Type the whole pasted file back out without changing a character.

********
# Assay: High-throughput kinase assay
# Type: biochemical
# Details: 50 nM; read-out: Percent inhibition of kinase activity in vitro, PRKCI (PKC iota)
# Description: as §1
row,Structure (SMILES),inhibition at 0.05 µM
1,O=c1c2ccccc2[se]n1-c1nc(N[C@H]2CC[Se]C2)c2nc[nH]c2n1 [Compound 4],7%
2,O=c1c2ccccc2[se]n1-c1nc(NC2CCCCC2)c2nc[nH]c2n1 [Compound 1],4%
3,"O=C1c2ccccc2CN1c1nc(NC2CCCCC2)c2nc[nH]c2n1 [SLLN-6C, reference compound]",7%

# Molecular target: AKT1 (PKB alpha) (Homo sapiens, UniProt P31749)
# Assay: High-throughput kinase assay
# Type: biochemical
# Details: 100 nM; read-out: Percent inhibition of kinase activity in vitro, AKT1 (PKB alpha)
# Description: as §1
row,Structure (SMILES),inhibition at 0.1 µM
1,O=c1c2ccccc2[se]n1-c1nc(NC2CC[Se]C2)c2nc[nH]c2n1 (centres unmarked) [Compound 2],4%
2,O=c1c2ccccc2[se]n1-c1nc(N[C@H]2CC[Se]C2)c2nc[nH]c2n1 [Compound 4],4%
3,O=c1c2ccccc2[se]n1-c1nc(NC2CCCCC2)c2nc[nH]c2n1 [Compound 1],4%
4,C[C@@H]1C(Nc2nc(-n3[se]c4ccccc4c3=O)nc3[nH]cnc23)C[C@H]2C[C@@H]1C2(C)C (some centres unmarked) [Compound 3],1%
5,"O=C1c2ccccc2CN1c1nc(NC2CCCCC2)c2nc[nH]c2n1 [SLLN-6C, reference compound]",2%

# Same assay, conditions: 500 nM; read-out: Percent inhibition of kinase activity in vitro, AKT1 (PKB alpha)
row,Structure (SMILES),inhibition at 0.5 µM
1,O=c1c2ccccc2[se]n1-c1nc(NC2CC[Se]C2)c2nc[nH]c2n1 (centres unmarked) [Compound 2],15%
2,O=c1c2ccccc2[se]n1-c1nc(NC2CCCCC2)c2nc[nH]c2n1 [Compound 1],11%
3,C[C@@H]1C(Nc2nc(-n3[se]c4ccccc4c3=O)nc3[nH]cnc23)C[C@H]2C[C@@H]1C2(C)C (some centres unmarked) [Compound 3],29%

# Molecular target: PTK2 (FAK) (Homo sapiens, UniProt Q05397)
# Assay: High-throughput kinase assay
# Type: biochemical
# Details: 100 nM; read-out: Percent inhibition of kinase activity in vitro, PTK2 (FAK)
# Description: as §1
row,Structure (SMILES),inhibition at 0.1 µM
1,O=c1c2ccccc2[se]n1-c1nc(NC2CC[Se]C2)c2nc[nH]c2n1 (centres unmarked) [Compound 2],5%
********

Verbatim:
# Assay: High-throughput kinase assay
# Type: biochemical
# Details: 50 nM; read-out: Percent inhibition of kinase activity in vitro, PRKCI (PKC iota)
# Description: as §1
row,Structure (SMILES),inhibition at 0.05 µM
1,O=c1c2ccccc2[se]n1-c1nc(N[C@H]2CC[Se]C2)c2nc[nH]c2n1 [Compound 4],7%
2,O=c1c2ccccc2[se]n1-c1nc(NC2CCCCC2)c2nc[nH]c2n1 [Compound 1],4%
3,"O=C1c2ccccc2CN1c1nc(NC2CCCCC2)c2nc[nH]c2n1 [SLLN-6C, reference compound]",7%

# Molecular target: AKT1 (PKB alpha) (Homo sapiens, UniProt P31749)
# Assay: High-throughput kinase assay
# Type: biochemical
# Details: 100 nM; read-out: Percent inhibition of kinase activity in vitro, AKT1 (PKB alpha)
# Description: as §1
row,Structure (SMILES),inhibition at 0.1 µM
1,O=c1c2ccccc2[se]n1-c1nc(NC2CC[Se]C2)c2nc[nH]c2n1 (centres unmarked) [Compound 2],4%
2,O=c1c2ccccc2[se]n1-c1nc(N[C@H]2CC[Se]C2)c2nc[nH]c2n1 [Compound 4],4%
3,O=c1c2ccccc2[se]n1-c1nc(NC2CCCCC2)c2nc[nH]c2n1 [Compound 1],4%
4,C[C@@H]1C(Nc2nc(-n3[se]c4ccccc4c3=O)nc3[nH]cnc23)C[C@H]2C[C@@H]1C2(C)C (some centres unmarked) [Compound 3],1%
5,"O=C1c2ccccc2CN1c1nc(NC2CCCCC2)c2nc[nH]c2n1 [SLLN-6C, reference compound]",2%

# Same assay, conditions: 500 nM; read-out: Percent inhibition of kinase activity in vitro, AKT1 (PKB alpha)
row,Structure (SMILES),inhibition at 0.5 µM
1,O=c1c2ccccc2[se]n1-c1nc(NC2CC[Se]C2)c2nc[nH]c2n1 (centres unmarked) [Compound 2],15%
2,O=c1c2ccccc2[se]n1-c1nc(NC2CCCCC2)c2nc[nH]c2n1 [Compound 1],11%
3,C[C@@H]1C(Nc2nc(-n3[se]c4ccccc4c3=O)nc3[nH]cnc23)C[C@H]2C[C@@H]1C2(C)C (some centres unmarked) [Compound 3],29%

# Molecular target: PTK2 (FAK) (Homo sapiens, UniProt Q05397)
# Assay: High-throughput kinase assay
# Type: biochemical
# Details: 100 nM; read-out: Percent inhibition of kinase activity in vitro, PTK2 (FAK)
# Description: as §1
row,Structure (SMILES),inhibition at 0.1 µM
1,O=c1c2ccccc2[se]n1-c1nc(NC2CC[Se]C2)c2nc[nH]c2n1 (centres unmarked) [Compound 2],5%